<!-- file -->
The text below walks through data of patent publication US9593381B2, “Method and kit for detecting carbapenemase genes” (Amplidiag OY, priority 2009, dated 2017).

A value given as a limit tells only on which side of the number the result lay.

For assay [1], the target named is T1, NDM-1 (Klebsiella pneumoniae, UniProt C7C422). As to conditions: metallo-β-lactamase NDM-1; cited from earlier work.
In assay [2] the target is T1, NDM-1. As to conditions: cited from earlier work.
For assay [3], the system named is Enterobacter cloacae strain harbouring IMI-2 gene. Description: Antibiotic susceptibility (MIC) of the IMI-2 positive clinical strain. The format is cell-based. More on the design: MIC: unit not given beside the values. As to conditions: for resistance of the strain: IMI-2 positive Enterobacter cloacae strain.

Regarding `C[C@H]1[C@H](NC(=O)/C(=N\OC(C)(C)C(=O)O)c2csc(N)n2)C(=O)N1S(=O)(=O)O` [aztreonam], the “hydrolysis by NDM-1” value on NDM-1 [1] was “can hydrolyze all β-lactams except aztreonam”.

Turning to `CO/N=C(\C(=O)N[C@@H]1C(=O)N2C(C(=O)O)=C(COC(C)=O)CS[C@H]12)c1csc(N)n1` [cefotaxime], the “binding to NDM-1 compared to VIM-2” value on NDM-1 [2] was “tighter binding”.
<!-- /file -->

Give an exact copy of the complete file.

The text below walks through data of patent publication US9593381B2, “Method and kit for detecting carbapenemase genes” (Amplidiag OY, priority 2009, dated 2017).

A value given as a limit tells only on which side of the number the result lay.

For assay [1], the target named is T1, NDM-1 (Klebsiella pneumoniae, UniProt C7C422). As to conditions: metallo-β-lactamase NDM-1; cited from earlier work.
In assay [2] the target is T1, NDM-1. As to conditions: cited from earlier work.
For assay [3], the system named is Enterobacter cloacae strain harbouring IMI-2 gene. Description: Antibiotic susceptibility (MIC) of the IMI-2 positive clinical strain. The format is cell-based. More on the design: MIC: unit not given beside the values. As to conditions: for resistance of the strain: IMI-2 positive Enterobacter cloacae strain.

Regarding `C[C@H]1[C@H](NC(=O)/C(=N\OC(C)(C)C(=O)O)c2csc(N)n2)C(=O)N1S(=O)(=O)O` [aztreonam], the “hydrolysis by NDM-1” value on NDM-1 [1] was “can hydrolyze all β-lactams except aztreonam”.

Turning to `CO/N=C(\C(=O)N[C@@H]1C(=O)N2C(C(=O)O)=C(COC(C)=O)CS[C@H]12)c1csc(N)n1` [cefotaxime], the “binding to NDM-1 compared to VIM-2” value on NDM-1 [2] was “tighter binding”.